Purcell wrote only one full opera, a short work supposedly designed for a girls’ school. The tragic story of Dido and Aeneas, with a libretto by Nahum Tate, has a perfection of its own. Dido’s final lament, before she kills herself, follows the model for such compositions established by Monteverdi eighty years before. Other stage works by Purcell are in the hybrid form now known as semi-opera, combining spoken drama and a musical element that in the concert-hall may be performed apart from its wider dramatic context.
BBC artist page for Henry Purcell~ http://www.bbc.co.uk/music/artists/ddea5540-2c7d-4266-8507-b367c2635d35
Dubbed by one critic “the Picasso of children’s literature” and once addressed by former President Bill Clinton as “the King of Dreams,” Maurice Sendak illustrated nearly a hundred picture books throughout a career that spanned more than 60 years. Some of his best known books include Chicken Soup with Rice (1962), Where the Wild Things Are (1963), and In the Night Kitchen (1970). Born in Brooklyn in 1928 to Jewish immigrant parents from northern Poland, Sendak grew up idolizing the storytelling abilities of his father, Philip, and his big brother, Jack. As a child he illustrated his ﬁrst stories on shirt cardboard provided by his tailor-father. Aside from a few night classes in art after graduating high school, Sendak was a largely self-taught artist.
More on Maurice Sendak~
Classical Music Fueled Maurice Sendak’s Creative Muse~
Early in his career, Wagner learned both the elements and the practical, political realities of his craft by writing a handful of operas which were unenthusiastically, even angrily, received. Beginning with Rienzi (1838-40) and The Flying Dutchman (1841), however, he enjoyed a string of successes that propelled him to immortality and changed the face of music. His monumental Ring cycle of four operas — Das Rheingold (1853-54), Die Walküre (1854-56), Siegfried (1856-71) and Götterdämmerung (1869-74) — remains the most ambitious and influential contribution by any composer to the opera literature.
The Brilliant, Troubled Legacy of Richard Wagner
A great music lover, Renoir was one of the first admirers of Wagner in France. At the beginning of 1882, when the painter was travelling in the south of Italy, he had the opportunity to visit Palermo where Wagner was staying. After two fruitless attempts, Renoir was finally introduced to the “maestro” who, the day before, had put the final notes to Parsifal.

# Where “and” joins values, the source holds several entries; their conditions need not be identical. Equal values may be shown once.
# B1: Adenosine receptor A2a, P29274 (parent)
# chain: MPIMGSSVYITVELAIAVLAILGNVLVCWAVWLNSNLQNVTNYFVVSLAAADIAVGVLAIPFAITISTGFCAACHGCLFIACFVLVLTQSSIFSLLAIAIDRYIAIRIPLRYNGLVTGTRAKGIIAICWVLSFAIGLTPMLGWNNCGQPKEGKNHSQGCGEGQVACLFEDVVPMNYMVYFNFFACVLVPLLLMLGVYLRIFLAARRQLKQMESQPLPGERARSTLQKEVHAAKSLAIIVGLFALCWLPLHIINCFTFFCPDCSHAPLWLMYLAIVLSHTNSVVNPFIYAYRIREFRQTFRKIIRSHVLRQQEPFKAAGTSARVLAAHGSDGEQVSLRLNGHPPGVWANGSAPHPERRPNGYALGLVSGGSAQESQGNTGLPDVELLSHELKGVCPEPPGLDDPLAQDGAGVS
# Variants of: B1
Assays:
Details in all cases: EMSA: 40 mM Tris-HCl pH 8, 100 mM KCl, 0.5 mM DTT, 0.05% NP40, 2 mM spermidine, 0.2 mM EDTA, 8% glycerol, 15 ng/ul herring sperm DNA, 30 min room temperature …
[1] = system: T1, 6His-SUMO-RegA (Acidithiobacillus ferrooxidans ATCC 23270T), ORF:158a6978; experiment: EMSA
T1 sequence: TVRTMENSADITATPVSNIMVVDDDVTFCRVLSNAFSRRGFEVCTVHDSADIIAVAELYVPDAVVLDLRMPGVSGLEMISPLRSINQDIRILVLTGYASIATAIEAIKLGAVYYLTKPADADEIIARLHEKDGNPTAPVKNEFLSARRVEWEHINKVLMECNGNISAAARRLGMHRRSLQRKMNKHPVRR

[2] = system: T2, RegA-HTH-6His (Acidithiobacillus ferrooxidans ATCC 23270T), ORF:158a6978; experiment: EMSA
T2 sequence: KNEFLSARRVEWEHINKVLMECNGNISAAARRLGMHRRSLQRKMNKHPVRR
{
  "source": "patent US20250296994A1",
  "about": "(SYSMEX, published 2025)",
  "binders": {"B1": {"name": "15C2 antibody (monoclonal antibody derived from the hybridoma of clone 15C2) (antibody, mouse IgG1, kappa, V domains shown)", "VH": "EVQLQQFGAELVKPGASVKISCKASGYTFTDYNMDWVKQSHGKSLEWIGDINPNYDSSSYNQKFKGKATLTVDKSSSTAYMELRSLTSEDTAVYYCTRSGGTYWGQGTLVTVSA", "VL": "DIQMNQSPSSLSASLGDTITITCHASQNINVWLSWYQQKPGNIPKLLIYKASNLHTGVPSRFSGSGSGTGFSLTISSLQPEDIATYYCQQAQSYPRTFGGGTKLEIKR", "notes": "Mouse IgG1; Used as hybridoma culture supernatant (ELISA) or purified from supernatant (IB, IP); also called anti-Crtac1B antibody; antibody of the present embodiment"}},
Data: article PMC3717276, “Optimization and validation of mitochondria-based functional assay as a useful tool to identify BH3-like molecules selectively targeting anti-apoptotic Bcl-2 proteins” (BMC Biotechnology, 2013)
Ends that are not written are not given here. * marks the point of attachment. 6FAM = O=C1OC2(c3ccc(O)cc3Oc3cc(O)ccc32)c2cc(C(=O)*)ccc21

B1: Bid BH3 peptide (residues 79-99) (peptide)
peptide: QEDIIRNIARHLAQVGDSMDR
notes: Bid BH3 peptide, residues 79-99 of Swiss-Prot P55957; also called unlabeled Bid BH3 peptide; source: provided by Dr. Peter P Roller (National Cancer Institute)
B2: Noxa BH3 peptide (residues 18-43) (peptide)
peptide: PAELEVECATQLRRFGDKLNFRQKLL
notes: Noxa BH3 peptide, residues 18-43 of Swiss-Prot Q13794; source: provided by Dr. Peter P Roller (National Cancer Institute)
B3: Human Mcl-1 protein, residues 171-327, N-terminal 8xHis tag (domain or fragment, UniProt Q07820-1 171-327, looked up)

The course of this meeting is well known thanks to a letter from Renoir to one of his friends, dated 15 January 1882:
Marian Anderson, contralto, was denied the right to perform at Constitution Hall by the DAR because of her color. Instead, and at the urging of Eleanor Roosevelt, Harold Ickes permitted her to perform at the Lincoln Memorial on April 9, 1939.
The message of Marian Anderson’s Lincoln Memorial concert~
Remembering Marian Anderson~ http://www.pbs.org/newshour/bb/remember-jan-june97-anderson_02-26/
Marian Anderson: A Life in Song~ http://www.library.upenn.edu/exhibits/rbm/anderson/
Composer Amilcare Ponchielli was born in Italy in 1834. He started composing operas while still a student at the Milan Conservatory. After graduating in 1854, he held various positions over the years, including professor of composition at the Conservatory; his pupils included Giacomo Puccini and Pietro Mascagni. His most famous opera is “La Gioconda”, written in 1876. It is mainly remembered for its ballet, Dance of the Hours.
Dance of the Hours stands out as the only operatic ballet from this genre to have established a life of its own both inside the concert hall and in pop culture…Perhaps the most iconic use of this music is in Disney’s 1940 film “Fantasia”, where it underscores the questionable talents of a dance company comprised of hippos, ostriches, and alligators. Later it surfaced again as a number two hit on the pop charts in 1963, this time with words by parodist Alan Sherman. It may be difficult now to listen to this music without remembering the opening words of an alarmist child’s letter to his parents from summer camp: “Hello Mudda, Hello Fadda…”.
Ponchielli’s biography~ http://www.allmusic.com/artist/amilcare-ponchielli-mn0000496351/biography
Synopsis of “La Gioconda“~ https://www.thoughtco.com/la-sonnambula-synopsis-724264